Say Mouse! How to Get the Purrfect Picture of Your Cat Clients

Kitty's Korner

Say Mouse! How to Get the Purrfect Picture of Your Cat Clients

After investing your time and effort into a great cat groom, it is always a good idea to take a picture to send home with the family or to keep for your portfolio and social media accounts. Yet every time you click the button on your phone to get a picture, you get closed eyes, a blur as the cat speeds off, the tail as it burrows into a hiding place or the spot where the cat was a split second ago. Why do some people have tons of great cat photos and others just can’t seem to get even one? 

It is all about the technique!

The first step in capturing that purrfect picture is to control your environment. Like with any photography, your subject has to be comfortable. High places, small places and dark places all make a cat feel comfortable.

Over the years I have found the best place to take cat pictures is inside a three– or four–foot–tall wire dog exercise pen. Wire exercise pens give cats the safe feeling of being in a small, dark place. They also can be quickly adjusted to adapt to the needs of the cat you are working with since they are easy to move, set up and store.


Photographing a cat inside an exercise pen gives you more control of the environment you are working in than a platform or open space. My preference is to set up my dog pen adjacent to a large window in a quiet room where random noises cannot be heard. 

Next, you need to decide how you will decorate the exercise pen to provide an eye–catching backdrop for your pictures. You will want to use the three center panels of the pen to stage your pictures, then you will use the other panels to control the kitty. When choosing your first layer of your backdrop, keep in mind that it needs to be long enough to cover at least two panels (the center back panel and at least half of the two panels on either side of the center rear panel) and wide enough to stretch over the back, drape down and cover the floor in front of the pen. For my back layer, I like to use a king–size blanket. King–size blankets are big enough for the cat to move off of its mark and not ruin the picture. 

Layering your photo area will enhance your pictures. First you will need to decide if you want to have the same coverings on the back wall and the floor, or if you prefer two different coverings. Using two different coverings can make the cat look like it is floating on a cloud. If you choose to use one covering, you simply lay it over the first. While using two full layers may seem a little redundant, I do it for several reasons: Not only will the bottom layer add padding for the cat’s comfort, but if there is an issue like a claw was cut too short or an unexpected furball, you can simply remove the top layer and continue your photo shoot. When using two separate items for my backdrop, I drape the first over the back then fluff the second one up on the floor in front. Sometimes placing a padded chair cushion under the top layer will encourage the cat to lay on your desired spot.

The next step is to decide if you want to add decorations or props in addition to the backdrop and floor covering. Keep in mind that cats always need to be supervised when using decorations or props. Anything added to the photo area should be in scale with the cat you are working with. The goal is to have the cat fill the frame or be just a little smaller. Six– to 18–inch–tall items tend to work well in my experience. You will want to space them out so you can get the whole cat and the props in the photo no matter where the cat settles into. While getting a larger prop to place behind the cat may seem like a good idea, remember cats like to hide when something new is happening. My experience has been that the cat will end up behind the prop. It is best to keep the props small.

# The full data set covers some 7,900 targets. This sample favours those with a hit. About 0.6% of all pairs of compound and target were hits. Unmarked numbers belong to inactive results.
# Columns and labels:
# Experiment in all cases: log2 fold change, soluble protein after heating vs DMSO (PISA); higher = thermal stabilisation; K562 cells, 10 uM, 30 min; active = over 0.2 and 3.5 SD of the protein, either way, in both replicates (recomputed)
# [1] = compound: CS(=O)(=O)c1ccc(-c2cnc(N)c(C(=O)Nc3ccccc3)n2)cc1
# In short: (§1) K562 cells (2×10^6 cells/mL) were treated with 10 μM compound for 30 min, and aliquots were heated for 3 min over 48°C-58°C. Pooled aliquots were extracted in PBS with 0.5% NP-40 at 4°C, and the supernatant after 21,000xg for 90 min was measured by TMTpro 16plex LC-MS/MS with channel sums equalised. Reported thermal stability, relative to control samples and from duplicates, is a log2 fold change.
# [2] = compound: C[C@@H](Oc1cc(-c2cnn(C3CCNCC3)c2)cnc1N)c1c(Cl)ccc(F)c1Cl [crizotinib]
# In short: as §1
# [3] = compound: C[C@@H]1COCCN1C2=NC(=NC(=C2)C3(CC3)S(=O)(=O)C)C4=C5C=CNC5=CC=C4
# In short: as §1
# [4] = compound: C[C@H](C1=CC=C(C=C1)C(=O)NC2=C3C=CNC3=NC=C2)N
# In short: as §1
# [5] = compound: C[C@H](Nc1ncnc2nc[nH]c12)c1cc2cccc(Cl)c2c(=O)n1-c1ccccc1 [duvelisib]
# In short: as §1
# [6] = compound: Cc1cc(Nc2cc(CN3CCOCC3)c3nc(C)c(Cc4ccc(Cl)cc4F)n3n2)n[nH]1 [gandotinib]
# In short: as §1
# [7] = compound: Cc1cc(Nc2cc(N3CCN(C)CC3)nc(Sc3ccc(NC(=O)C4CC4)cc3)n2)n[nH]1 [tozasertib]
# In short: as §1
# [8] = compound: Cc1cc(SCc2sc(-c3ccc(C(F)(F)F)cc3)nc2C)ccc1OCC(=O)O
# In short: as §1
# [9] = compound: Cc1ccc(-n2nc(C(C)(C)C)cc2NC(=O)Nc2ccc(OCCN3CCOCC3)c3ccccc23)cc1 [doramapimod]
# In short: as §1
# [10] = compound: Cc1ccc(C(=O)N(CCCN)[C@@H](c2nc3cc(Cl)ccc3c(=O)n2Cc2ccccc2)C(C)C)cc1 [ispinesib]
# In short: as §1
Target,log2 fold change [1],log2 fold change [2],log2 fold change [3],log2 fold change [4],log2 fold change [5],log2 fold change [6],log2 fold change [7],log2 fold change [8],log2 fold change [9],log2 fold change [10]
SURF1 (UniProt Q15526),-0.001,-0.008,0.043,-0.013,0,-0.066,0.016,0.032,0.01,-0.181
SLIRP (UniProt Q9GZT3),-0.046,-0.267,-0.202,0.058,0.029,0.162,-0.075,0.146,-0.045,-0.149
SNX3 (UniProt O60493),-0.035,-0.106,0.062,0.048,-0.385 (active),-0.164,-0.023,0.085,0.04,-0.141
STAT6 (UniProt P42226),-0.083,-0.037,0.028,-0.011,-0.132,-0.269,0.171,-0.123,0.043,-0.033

The last thing you will need is something to get the cat’s attention. My preference is a stick with a long wire and a feather at the end, but any wand–type cat toy will work. I like this type of attention–getter because of the control it gives me to direct the cat’s eyes while I snap the picture. To capture that great photo, you want to be able to make a quick and unexpected movement of the wand in order to capture the cat’s attention.

After the stage is set, wrap the unused panels around to close off the exercise pen as small as it will go without disturbing your setup (Fig 1). Make sure you have everything you will need such as a camera, attention–getter, comb to do a last fluff–up and a cloth to wipe the eyes one more time, then take a deep breath and get the cat. Gently place the cat into the pen and give it a few minutes to explore and settle (Fig 2).

Taking the actual picture needs to go quickly. The average cat has an attention span for being photographed of about three to five minutes at most. When you are ready, open the sides of the exercise pen just enough to sit or make way for the camera. You want to take your pictures at the cat’s level. Remember, you want the cat to feel safe and comfortable. Wave the toy and click away (Fig 3.). Since a cat’s attention span is so short, it is best to continuously take your pictures. After the cat is done, you can go back and keep only the good shots. 

Taking a good cat picture is as much of an art as cat grooming itself. And capturing that purrfect picture of your groom not only is a great gift for the owners, but will help your social media presence and is a great addition to your portfolio! ✂️

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